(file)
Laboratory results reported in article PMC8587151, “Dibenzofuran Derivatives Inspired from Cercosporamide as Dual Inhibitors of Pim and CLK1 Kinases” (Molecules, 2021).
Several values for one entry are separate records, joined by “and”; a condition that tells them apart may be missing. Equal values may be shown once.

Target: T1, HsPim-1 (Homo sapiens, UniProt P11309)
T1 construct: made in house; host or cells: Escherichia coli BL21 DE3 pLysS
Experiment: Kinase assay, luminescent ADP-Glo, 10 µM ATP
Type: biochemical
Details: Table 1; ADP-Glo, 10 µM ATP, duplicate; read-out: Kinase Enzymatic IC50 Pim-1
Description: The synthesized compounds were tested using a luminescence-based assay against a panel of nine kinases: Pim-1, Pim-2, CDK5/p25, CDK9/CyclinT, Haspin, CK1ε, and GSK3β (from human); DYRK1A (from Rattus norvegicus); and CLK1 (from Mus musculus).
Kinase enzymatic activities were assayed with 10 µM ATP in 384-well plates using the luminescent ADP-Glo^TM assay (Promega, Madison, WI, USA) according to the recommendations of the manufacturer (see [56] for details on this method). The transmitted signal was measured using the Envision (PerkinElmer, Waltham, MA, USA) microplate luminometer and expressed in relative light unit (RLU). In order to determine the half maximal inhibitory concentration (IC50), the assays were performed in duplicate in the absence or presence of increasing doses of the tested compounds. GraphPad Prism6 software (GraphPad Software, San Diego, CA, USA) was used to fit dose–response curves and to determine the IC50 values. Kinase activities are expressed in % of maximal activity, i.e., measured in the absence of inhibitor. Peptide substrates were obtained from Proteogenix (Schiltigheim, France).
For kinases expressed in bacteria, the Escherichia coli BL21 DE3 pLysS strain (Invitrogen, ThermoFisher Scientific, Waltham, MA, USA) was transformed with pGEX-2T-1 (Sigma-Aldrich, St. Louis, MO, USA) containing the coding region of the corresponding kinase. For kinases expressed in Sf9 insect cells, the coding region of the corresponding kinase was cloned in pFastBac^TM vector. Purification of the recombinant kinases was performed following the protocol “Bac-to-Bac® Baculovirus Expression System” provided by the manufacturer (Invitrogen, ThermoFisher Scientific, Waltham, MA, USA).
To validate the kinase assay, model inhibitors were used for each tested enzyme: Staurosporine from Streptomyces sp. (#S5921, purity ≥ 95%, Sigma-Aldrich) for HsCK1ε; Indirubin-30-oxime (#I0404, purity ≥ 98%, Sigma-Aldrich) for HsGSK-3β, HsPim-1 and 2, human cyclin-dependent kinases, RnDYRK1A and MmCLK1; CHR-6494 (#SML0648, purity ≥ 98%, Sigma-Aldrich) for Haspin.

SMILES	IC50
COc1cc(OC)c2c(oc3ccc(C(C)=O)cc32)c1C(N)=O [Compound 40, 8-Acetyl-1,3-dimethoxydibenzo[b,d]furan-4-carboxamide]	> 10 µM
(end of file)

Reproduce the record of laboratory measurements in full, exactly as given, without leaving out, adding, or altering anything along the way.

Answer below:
Laboratory results reported in article PMC8587151, “Dibenzofuran Derivatives Inspired from Cercosporamide as Dual Inhibitors of Pim and CLK1 Kinases” (Molecules, 2021).
Several values for one entry are separate records, joined by “and”; a condition that tells them apart may be missing. Equal values may be shown once.

Target: T1, HsPim-1 (Homo sapiens, UniProt P11309)
T1 construct: made in house; host or cells: Escherichia coli BL21 DE3 pLysS
Experiment: Kinase assay, luminescent ADP-Glo, 10 µM ATP
Type: biochemical
Details: Table 1; ADP-Glo, 10 µM ATP, duplicate; read-out: Kinase Enzymatic IC50 Pim-1
Description: The synthesized compounds were tested using a luminescence-based assay against a panel of nine kinases: Pim-1, Pim-2, CDK5/p25, CDK9/CyclinT, Haspin, CK1ε, and GSK3β (from human); DYRK1A (from Rattus norvegicus); and CLK1 (from Mus musculus).
Kinase enzymatic activities were assayed with 10 µM ATP in 384-well plates using the luminescent ADP-Glo^TM assay (Promega, Madison, WI, USA) according to the recommendations of the manufacturer (see [56] for details on this method). The transmitted signal was measured using the Envision (PerkinElmer, Waltham, MA, USA) microplate luminometer and expressed in relative light unit (RLU). In order to determine the half maximal inhibitory concentration (IC50), the assays were performed in duplicate in the absence or presence of increasing doses of the tested compounds. GraphPad Prism6 software (GraphPad Software, San Diego, CA, USA) was used to fit dose–response curves and to determine the IC50 values. Kinase activities are expressed in % of maximal activity, i.e., measured in the absence of inhibitor. Peptide substrates were obtained from Proteogenix (Schiltigheim, France).
For kinases expressed in bacteria, the Escherichia coli BL21 DE3 pLysS strain (Invitrogen, ThermoFisher Scientific, Waltham, MA, USA) was transformed with pGEX-2T-1 (Sigma-Aldrich, St. Louis, MO, USA) containing the coding region of the corresponding kinase. For kinases expressed in Sf9 insect cells, the coding region of the corresponding kinase was cloned in pFastBac^TM vector. Purification of the recombinant kinases was performed following the protocol “Bac-to-Bac® Baculovirus Expression System” provided by the manufacturer (Invitrogen, ThermoFisher Scientific, Waltham, MA, USA).
To validate the kinase assay, model inhibitors were used for each tested enzyme: Staurosporine from Streptomyces sp. (#S5921, purity ≥ 95%, Sigma-Aldrich) for HsCK1ε; Indirubin-30-oxime (#I0404, purity ≥ 98%, Sigma-Aldrich) for HsGSK-3β, HsPim-1 and 2, human cyclin-dependent kinases, RnDYRK1A and MmCLK1; CHR-6494 (#SML0648, purity ≥ 98%, Sigma-Aldrich) for Haspin.

SMILES	IC50
COc1cc(OC)c2c(oc3ccc(C(C)=O)cc32)c1C(N)=O [Compound 40, 8-Acetyl-1,3-dimethoxydibenzo[b,d]furan-4-carboxamide]	> 10 µM